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Business + Management: Marty Mcghie

Tracking Your Cash Flow

Producing and using a statement of cash flow for your business.




In small business, we often talk about factors like sales, net profits,
debt structure, capital expenditures, and other important
indicators in our businesses. When all is said and done, however,
we live or die with our cash flow. To be sure, all the other factors
do contribute to either positive or negative cash flow”?but in
order to survive, we must analyze each of these critical areas
within the context of how it affects cash flow. That's why a statement
of cash flows can be
so useful.

The first step in using
this tool is to actually produce
one. Whether you are
generating your financial
statements in-house, or
you're relying on an outside
accounting firm to produce
your statements, make
sure you get a monthly
statement of cash flows,
preferably at the same time
you receive your monthly balance sheet and P&L statement. It
may cause some extra work for your accounting personnel, or
cost you a little more each month, but you'll find that it will be
well worth it.

Three sections
A statement of cash flows comprises three separate sections:
cash flows from operating activities; cash flows from investing
activities; and cash flows from financing activities. Let's take a
look at each section; I've provided a sample statement at right.

  • Cash flows from operating activities: This section begins
    with the net income or loss. Because net income is not a direct
    reflection of cash flow, some adjustments need to be made to
    net income”?primarily adding back in all non-cash expenses
    such as depreciation and amortization expense. This, then, gives
    an accurate accounting of cash generated from net income.

    Next, under this same section is a detail of changes
    in current assets and current liabilities from the balance
    sheet. Increases in current assets decrease your cash, while
    decreases in current assets increase your cash; the opposite
    is true for current liabilities.

    A few examples: If your business experiences an increase in
    the accounts-receivable balance during the month, you have
    converted sales into additional accounts receivable, which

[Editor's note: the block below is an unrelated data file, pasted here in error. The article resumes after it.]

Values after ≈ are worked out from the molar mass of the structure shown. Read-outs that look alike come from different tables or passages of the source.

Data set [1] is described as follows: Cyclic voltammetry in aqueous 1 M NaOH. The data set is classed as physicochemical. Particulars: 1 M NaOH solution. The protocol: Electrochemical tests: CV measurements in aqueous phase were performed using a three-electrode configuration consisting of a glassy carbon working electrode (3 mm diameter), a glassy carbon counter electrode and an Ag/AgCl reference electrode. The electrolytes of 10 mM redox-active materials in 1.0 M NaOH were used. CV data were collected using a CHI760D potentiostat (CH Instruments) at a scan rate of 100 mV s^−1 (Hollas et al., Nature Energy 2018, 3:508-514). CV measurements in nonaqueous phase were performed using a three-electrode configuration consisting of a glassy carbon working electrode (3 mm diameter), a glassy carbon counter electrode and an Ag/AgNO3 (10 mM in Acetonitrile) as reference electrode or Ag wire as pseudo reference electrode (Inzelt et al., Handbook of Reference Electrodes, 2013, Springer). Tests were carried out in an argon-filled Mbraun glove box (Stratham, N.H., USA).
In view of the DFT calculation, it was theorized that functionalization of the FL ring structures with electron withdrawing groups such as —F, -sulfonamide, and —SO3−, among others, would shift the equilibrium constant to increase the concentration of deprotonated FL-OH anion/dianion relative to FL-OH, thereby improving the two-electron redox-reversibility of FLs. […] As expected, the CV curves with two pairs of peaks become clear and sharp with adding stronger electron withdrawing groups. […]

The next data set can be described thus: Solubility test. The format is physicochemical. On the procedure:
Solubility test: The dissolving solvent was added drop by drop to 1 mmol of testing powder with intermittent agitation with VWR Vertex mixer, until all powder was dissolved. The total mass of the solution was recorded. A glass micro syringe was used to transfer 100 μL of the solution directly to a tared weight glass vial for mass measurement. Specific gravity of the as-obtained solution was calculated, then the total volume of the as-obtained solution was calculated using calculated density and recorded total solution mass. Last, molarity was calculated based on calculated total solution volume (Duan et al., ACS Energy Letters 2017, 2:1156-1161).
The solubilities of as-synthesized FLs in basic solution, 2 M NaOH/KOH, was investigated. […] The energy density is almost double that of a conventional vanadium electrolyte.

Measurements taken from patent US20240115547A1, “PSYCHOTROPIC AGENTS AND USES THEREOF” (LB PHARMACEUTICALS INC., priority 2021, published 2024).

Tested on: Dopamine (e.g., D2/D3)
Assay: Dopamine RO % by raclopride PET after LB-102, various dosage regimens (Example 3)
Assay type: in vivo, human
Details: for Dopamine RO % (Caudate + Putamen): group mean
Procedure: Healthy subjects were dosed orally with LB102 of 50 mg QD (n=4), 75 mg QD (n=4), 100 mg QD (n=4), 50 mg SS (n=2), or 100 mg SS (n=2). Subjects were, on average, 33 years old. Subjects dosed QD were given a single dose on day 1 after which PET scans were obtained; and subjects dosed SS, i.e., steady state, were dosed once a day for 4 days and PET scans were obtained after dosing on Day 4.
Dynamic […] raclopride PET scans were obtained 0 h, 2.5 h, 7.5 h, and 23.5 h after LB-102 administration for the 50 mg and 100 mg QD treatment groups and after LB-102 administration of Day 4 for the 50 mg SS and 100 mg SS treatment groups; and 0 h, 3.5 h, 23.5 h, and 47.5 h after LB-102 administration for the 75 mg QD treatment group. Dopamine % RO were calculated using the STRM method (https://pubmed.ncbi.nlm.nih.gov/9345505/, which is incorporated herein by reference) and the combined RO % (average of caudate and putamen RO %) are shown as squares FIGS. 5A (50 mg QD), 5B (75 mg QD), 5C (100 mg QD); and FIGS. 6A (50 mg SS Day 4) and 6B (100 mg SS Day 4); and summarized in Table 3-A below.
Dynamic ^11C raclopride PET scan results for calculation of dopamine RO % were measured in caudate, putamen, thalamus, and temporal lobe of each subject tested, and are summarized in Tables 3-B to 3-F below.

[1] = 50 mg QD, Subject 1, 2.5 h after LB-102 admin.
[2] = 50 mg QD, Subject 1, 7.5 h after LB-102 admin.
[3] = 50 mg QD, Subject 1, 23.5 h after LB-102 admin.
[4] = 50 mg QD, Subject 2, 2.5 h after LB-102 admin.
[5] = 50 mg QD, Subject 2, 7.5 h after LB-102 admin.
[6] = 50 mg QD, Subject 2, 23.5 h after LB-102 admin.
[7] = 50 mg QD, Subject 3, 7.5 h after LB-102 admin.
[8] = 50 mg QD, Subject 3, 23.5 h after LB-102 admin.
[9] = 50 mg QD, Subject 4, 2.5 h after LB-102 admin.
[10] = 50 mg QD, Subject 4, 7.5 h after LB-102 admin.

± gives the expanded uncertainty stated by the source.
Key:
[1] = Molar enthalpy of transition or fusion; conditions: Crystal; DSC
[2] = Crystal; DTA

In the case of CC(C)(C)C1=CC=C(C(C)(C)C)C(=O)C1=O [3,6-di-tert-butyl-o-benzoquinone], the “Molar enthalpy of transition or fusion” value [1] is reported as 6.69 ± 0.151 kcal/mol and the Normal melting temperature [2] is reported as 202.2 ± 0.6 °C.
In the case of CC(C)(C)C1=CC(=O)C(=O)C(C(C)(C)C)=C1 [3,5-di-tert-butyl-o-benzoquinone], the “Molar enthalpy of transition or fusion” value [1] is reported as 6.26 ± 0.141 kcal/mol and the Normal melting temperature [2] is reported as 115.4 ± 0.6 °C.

consumes cash and will reflect a decrease in cash on the statement.
    If your company's inventory balance decreases during
    the month, this will be reflected as an increase in your available
    cash”?you have utilized inventory that was paid for in a
    prior period, thus increasing your cash during the month.


    On the opposite side of the ledger, current liabilities work
    the other way. For instance, if your accrued payroll balance
    has gone up from one month to the next, you have experienced
    an increase in available cash”?instead of paying out the cash,
    it has been accrued and will be paid in the subsequent period
    (at least it better be). These changes in current assets and
    liabilities are netted against the net income (with adjustments
    discussed), giving you a total of net cash provided by/(used
    by) operating activities.

  • Cash flows from investing activities: This section deals primarily
    with the acquisitions and dispositions of capital assets.
    It's important to note that we are only accounting for the actual
    cash used in capital investments or cash received from the sale
    of equipment or other long-term assets. If, however, the equipment
    is financed, it will be documented in the third section.

    This section provides useful analysis of the means by which
    you are paying for your capital additions. Seeing how your cash
    is spent on assets during the month can assist you in making
    future decisions on what to buy and how to buy it. This second
    section would also include any interest earned from long-term

  • Cash flows from financing activities: This portion primarily
    accounts for cash paid out on long-term debts. Because the
    interest expense is already accounted for in your profit-andloss
    statement, this portion of the statement only documents
    the principle payments on your long-term debt or lease obligations.
    Cash received from borrowing also would be indicated in
    this section. If you are collecting on a long-term note receivable,
    the cash proceeds (again excluding interest revenue)
    would be documented here. Plus, this can be a valuable tool
    when determining how much cash from your business is being
    used to service your debts.
  • Where to find the cash
    At the bottom of the statement of cash flows is a total of these
    three sections, producing either a net increase or decrease in
    cash during the period. This number is added to, or deducted from,
    your cash balance at the beginning of the period, resulting in your
    ending cash balance, which ties out to your balance sheet.
    Although it's just a brief overview of this financial tool, I think
    you can clearly see the value of regularly reviewing the cashflow
    statement. The next time you find yourself asking that
    never-ending question”?”Where did all our cash go?”?you'll
    know where to look for the answer.

    Marty McGhie ([email protected]) is VP finance/
    operations of Ferrari Color, a digital-imaging center with Salt
    Lake City, San Francisco, and Sacramento locations.




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